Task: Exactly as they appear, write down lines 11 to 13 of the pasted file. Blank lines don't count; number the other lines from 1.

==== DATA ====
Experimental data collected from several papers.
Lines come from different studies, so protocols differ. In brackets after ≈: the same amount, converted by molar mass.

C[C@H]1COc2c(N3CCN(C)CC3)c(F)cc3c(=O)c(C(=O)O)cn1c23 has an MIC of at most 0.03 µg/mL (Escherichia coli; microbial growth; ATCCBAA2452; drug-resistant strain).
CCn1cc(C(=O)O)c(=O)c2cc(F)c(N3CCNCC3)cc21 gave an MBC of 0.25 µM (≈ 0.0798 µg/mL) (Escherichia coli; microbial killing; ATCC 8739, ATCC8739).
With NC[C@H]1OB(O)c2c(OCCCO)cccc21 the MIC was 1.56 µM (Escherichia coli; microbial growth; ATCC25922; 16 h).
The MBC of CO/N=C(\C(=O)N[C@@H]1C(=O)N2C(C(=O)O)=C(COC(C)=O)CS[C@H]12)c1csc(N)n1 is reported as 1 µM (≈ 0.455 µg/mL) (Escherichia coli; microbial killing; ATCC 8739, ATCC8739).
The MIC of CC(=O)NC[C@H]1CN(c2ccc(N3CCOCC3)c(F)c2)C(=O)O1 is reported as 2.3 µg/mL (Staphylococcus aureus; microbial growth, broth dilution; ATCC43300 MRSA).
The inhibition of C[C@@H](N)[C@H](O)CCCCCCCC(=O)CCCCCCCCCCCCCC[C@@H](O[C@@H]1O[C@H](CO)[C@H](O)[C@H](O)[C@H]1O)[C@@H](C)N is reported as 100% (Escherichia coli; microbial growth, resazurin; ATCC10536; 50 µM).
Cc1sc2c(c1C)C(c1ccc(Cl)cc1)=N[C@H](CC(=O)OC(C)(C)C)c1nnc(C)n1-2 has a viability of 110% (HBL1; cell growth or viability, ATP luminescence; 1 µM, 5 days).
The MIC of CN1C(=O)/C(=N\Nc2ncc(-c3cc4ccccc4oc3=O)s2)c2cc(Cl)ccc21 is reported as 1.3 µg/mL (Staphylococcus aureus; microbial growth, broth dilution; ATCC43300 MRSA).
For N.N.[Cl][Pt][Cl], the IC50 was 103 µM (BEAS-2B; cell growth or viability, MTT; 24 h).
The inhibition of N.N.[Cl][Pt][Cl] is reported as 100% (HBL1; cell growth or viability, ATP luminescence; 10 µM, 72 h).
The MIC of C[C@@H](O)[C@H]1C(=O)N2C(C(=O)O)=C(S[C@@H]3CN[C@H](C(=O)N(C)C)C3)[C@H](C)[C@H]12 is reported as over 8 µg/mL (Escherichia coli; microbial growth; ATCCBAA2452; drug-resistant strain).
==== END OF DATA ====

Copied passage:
For N.N.[Cl][Pt][Cl], the IC50 was 103 µM (BEAS-2B; cell growth or viability, MTT; 24 h).
The inhibition of N.N.[Cl][Pt][Cl] is reported as 100% (HBL1; cell growth or viability, ATP luminescence; 10 µM, 72 h).
The MIC of C[C@@H](O)[C@H]1C(=O)N2C(C(=O)O)=C(S[C@@H]3CN[C@H](C(=O)N(C)C)C3)[C@H](C)[C@H]12 is reported as over 8 µg/mL (Escherichia coli; microbial growth; ATCCBAA2452; drug-resistant strain).